Since the Supreme Court decision was unanimous I would imagine there is not much room for arguing it. They say the jury instructions were flawed so I guess they were. But that doesn’t mean that the former Arthur Andersen executives are vindicated. Rather it is just one more glaring exampe of the gross incompetence of the Bush administration - in this case, the Bush Justice Department.

Tuesday, May 31, 2005

Olin vs. Soros: A comparison

There was a bit of cheery news for liberals this weekend. The John M. Olin Foundation is closing its doors later this summer.

Why is this good news? Because it has been one of the biggest benefactors for right-wing causes for the past 30 years. Here is how the NYTimes article summarizes the Olin Foundation’s impact on the conservative movement:

Without it, the Federalist Society might not exist, nor its network of 35,000 conservative lawyers. Economic analysis might hold less sway in American courts. The premier idea factories of the right, from the Hoover Institution to the Heritage Foundation, would have lost millions of dollars in core support. And some classics of the conservative canon would have lost their financier, including Allan Bloom's lament of academic decline and Charles Murray's attacks on welfare.

John Olin was a manufacturing magnate who made his fortune selling ammunition to the military during World War II. For that I guess we can laud him. However, before his death he decided to funnel the remainder of his fortune into a foundation to support right-wing causes. The article says he was motivated to do this after armed students took over a building at his alma mater, Cornell University, in 1969.
So thanks to some radical hippies whose idiotic efforts resulted in zero change to the nation’s capitalistic structure, this right-wing millionaire dumped $145 million into his new foundation - which subsequently grew to $380 million thanks in large part to the Clinton Boom years - and was used to fuel the rise of numerous right-wing think tanks and foundations such as The Heritage Foundation, The American Enterprise Institute, The Manhattan Institute, The Federalist Society, The CATO Institute, The Hoover Institution, etc., etc.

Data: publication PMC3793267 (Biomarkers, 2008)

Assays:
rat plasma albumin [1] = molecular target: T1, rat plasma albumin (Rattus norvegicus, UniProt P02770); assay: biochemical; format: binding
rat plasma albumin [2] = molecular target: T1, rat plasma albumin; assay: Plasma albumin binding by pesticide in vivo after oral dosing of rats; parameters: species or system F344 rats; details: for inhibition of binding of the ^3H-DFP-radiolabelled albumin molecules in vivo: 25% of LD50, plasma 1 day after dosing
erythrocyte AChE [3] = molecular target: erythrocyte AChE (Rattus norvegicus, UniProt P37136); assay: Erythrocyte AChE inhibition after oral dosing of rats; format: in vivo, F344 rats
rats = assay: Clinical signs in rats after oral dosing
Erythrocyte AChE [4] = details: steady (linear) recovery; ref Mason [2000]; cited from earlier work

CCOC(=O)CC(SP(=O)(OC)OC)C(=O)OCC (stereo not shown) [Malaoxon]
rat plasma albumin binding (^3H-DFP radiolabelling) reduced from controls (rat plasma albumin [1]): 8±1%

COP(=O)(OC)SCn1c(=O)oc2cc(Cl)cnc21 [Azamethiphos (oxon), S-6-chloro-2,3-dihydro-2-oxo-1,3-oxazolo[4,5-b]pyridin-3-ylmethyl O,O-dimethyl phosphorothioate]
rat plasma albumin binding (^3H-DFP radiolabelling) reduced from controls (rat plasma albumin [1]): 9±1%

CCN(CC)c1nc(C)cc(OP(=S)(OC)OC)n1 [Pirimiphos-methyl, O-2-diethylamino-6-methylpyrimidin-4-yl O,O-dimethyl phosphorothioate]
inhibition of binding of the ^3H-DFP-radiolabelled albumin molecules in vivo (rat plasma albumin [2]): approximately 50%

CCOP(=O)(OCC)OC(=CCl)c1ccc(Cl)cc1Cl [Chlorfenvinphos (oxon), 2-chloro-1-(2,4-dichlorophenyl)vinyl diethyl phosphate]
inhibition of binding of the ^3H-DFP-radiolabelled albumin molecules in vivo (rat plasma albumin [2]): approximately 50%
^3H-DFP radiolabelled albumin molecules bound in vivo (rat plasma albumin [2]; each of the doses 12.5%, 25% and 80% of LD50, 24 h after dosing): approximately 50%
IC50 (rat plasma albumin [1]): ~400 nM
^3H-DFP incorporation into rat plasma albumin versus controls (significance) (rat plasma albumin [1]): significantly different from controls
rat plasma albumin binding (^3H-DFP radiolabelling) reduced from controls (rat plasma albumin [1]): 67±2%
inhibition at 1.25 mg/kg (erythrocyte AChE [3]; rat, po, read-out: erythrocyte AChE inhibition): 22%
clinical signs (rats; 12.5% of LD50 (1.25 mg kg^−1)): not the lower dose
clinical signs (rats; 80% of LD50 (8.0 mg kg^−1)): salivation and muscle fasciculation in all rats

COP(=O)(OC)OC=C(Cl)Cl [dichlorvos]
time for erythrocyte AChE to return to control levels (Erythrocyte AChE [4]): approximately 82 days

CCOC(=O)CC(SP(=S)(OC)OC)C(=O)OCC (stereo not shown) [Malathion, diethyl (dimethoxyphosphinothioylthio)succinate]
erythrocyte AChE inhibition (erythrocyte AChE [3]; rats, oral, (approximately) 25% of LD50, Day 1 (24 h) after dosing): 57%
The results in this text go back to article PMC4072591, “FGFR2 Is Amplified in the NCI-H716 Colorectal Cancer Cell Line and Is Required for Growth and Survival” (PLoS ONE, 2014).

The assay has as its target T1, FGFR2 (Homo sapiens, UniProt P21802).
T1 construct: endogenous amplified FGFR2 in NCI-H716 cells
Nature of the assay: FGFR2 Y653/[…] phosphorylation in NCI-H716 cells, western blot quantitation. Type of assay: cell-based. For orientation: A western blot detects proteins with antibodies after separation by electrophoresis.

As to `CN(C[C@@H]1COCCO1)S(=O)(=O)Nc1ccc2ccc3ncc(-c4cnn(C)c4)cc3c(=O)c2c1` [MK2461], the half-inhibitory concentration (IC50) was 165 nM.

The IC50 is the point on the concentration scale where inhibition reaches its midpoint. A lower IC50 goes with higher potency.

What I find most ironic is that while the right-wing has had this extremely benevolent benefactor for the past 30 years dumping truckloads of money into their pet causes - along with the Sarah Scaife Foundation in Pittsburgh, the Smith Richardson Foundation in Westport, Conn., the Lynde and Harry Bradley Foundation in Milwaukee, and Joseph Coors in Colorado, and so forth - they still act like whiny little children whenever someone like George Soros comes along and donates a measly $15 million toward liberal causes.

Here is what Soros did
that excited so much venom and hatred from the far right:

(He committed) $3 million over three years to an anti-Bush policy shop headed by ex-Clintonite John Podesta. He followed up with a $10 million grant to launch America Coming Together, a get-out-the-vote effort to help the Democratic presidential campaign. Next he promised $2.5 million to, (a liberal advocacy group.)